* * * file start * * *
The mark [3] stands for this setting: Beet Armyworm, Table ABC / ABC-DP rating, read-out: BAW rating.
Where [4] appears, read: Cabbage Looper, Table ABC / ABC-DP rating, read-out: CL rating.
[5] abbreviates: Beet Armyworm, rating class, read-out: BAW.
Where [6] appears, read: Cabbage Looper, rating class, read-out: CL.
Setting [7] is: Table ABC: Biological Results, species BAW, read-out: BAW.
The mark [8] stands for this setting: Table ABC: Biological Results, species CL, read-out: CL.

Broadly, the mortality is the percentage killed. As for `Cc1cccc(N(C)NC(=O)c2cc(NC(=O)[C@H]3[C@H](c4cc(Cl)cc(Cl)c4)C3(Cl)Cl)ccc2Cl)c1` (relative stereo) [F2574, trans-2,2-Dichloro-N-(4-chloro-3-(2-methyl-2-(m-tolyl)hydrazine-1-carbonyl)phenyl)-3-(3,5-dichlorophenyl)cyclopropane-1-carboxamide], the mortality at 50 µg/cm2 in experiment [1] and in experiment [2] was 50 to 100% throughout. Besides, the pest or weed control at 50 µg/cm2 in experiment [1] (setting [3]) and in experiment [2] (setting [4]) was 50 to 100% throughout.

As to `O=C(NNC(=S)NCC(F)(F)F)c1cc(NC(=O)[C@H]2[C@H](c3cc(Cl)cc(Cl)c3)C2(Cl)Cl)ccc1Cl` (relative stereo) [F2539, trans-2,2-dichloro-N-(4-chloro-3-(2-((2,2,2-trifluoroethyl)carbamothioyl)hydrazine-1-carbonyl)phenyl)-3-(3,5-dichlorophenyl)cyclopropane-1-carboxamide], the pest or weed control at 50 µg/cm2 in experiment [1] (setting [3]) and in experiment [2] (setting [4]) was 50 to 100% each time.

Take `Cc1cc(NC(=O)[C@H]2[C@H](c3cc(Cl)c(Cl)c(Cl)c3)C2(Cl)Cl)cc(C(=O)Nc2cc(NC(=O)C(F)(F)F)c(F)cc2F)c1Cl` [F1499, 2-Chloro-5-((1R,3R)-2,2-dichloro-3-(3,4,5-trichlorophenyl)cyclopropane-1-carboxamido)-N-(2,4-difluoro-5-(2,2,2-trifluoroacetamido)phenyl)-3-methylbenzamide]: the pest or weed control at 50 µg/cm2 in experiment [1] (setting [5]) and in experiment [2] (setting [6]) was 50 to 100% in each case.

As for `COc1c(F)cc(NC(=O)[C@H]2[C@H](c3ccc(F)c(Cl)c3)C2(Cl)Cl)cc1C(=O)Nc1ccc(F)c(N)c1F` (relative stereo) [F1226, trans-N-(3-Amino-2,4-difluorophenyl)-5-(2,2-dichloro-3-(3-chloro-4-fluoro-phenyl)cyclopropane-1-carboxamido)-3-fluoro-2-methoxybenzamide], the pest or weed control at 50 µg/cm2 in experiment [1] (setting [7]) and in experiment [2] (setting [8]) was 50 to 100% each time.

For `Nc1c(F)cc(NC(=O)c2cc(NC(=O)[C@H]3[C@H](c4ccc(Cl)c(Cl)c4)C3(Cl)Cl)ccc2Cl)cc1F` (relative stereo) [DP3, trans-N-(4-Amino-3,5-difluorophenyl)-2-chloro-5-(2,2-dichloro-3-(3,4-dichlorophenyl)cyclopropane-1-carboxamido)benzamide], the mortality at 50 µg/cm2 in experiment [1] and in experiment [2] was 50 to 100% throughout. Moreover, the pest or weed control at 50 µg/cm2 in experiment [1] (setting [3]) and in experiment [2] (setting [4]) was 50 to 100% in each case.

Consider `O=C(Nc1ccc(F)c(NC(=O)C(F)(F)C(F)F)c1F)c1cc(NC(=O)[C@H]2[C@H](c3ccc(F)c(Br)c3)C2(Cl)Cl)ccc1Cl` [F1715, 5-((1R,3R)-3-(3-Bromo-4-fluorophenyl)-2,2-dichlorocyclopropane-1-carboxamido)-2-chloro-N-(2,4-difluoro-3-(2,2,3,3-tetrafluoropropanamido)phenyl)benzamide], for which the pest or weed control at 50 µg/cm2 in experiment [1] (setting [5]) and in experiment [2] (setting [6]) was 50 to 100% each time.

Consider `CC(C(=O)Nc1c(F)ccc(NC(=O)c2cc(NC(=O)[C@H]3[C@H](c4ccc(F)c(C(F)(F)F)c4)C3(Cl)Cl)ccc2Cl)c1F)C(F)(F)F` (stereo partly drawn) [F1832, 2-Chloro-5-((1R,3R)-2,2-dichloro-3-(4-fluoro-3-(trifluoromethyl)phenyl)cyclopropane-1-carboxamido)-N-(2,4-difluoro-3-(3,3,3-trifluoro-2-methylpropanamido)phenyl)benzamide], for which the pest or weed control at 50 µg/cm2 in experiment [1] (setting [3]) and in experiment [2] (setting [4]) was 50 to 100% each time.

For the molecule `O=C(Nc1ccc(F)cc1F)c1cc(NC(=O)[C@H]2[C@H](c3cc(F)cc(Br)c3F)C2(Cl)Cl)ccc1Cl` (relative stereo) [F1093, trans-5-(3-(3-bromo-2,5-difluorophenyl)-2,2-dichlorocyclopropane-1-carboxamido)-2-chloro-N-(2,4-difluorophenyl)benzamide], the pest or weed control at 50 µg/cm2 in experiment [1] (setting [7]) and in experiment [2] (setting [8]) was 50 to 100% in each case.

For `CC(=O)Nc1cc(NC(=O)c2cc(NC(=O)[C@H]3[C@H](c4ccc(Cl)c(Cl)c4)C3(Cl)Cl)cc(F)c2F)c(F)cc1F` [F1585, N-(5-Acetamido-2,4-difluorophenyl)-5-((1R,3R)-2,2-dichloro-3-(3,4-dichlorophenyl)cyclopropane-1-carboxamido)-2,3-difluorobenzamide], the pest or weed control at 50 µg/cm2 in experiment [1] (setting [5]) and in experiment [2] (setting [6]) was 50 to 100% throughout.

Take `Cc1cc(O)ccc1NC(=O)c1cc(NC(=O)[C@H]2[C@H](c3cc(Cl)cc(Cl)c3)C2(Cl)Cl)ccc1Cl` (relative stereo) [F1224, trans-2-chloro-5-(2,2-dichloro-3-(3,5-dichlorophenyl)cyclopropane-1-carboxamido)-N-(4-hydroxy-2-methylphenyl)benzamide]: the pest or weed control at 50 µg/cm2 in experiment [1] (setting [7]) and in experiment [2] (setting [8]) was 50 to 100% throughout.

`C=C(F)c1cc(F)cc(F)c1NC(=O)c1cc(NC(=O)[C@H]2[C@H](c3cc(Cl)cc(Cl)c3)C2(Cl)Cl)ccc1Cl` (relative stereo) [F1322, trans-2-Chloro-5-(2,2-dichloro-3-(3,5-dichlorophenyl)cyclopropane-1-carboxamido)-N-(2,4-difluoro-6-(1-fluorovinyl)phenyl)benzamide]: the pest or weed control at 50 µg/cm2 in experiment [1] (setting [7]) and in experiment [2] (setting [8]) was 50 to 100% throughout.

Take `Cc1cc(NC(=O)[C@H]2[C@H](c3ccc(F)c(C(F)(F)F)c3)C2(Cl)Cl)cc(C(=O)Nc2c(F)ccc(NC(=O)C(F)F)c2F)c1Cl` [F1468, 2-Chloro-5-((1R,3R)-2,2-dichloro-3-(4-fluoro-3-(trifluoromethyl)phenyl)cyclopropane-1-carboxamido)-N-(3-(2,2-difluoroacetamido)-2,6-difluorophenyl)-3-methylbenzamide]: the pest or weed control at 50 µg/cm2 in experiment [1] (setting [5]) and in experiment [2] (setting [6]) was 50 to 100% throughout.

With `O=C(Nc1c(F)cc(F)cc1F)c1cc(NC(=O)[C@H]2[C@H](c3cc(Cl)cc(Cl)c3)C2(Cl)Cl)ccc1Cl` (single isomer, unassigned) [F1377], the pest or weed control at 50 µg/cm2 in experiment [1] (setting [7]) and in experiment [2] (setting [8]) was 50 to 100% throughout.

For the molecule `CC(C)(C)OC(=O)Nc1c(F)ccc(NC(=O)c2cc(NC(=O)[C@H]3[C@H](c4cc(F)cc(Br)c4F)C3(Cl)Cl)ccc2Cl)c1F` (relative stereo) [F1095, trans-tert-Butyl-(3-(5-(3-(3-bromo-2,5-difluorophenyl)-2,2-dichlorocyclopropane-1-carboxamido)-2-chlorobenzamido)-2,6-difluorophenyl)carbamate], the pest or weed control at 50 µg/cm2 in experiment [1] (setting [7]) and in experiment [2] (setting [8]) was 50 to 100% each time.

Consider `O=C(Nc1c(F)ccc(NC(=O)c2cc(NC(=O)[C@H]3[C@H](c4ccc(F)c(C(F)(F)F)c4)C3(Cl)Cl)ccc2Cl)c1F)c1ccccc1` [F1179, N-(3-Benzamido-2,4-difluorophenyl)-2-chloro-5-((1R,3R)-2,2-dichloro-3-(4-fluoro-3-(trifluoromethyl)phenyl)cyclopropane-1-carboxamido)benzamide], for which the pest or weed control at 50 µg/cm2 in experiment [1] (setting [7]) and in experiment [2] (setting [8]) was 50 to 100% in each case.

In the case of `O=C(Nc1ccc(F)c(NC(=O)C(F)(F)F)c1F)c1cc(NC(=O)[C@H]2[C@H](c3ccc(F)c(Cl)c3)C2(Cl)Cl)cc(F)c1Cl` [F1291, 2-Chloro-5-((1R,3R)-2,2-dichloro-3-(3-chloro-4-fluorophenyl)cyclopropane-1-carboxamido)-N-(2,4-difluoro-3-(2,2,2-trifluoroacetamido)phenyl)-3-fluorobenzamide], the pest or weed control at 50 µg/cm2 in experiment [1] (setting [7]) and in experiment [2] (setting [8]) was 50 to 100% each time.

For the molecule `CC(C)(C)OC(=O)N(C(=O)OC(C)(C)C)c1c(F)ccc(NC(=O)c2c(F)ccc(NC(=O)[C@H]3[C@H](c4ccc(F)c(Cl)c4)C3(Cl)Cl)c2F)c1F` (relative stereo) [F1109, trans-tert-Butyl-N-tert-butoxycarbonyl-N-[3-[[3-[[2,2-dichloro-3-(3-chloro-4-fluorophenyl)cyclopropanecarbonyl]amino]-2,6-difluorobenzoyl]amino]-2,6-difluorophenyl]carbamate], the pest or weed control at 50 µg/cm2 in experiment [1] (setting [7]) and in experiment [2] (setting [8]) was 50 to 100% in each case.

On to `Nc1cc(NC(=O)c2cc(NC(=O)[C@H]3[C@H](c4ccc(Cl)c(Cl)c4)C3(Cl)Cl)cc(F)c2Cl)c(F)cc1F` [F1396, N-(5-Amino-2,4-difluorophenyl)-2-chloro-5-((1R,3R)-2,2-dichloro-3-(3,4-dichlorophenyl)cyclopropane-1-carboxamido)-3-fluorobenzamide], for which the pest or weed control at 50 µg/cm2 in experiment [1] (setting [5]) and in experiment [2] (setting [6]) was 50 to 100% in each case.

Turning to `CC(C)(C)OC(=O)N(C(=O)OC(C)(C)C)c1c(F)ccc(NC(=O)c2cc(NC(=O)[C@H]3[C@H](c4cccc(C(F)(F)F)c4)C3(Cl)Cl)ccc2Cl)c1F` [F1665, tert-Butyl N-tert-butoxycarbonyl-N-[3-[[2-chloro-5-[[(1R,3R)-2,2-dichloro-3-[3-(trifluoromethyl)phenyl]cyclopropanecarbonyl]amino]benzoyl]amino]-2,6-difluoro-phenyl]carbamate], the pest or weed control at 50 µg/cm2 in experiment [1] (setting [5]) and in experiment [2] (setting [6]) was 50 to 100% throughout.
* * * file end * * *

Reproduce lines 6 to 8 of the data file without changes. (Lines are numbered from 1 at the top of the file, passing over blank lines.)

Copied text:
The mark [8] stands for this setting: Table ABC: Biological Results, species CL, read-out: CL.

Broadly, the mortality is the percentage killed. As for `Cc1cccc(N(C)NC(=O)c2cc(NC(=O)[C@H]3[C@H](c4cc(Cl)cc(Cl)c4)C3(Cl)Cl)ccc2Cl)c1` (relative stereo) [F2574, trans-2,2-Dichloro-N-(4-chloro-3-(2-methyl-2-(m-tolyl)hydrazine-1-carbonyl)phenyl)-3-(3,5-dichlorophenyl)cyclopropane-1-carboxamide], the mortality at 50 µg/cm2 in experiment [1] and in experiment [2] was 50 to 100% throughout. Besides, the pest or weed control at 50 µg/cm2 in experiment [1] (setting [3]) and in experiment [2] (setting [4]) was 50 to 100% throughout.

As to `O=C(NNC(=S)NCC(F)(F)F)c1cc(NC(=O)[C@H]2[C@H](c3cc(Cl)cc(Cl)c3)C2(Cl)Cl)ccc1Cl` (relative stereo) [F2539, trans-2,2-dichloro-N-(4-chloro-3-(2-((2,2,2-trifluoroethyl)carbamothioyl)hydrazine-1-carbonyl)phenyl)-3-(3,5-dichlorophenyl)cyclopropane-1-carboxamide], the pest or weed control at 50 µg/cm2 in experiment [1] (setting [3]) and in experiment [2] (setting [4]) was 50 to 100% each time.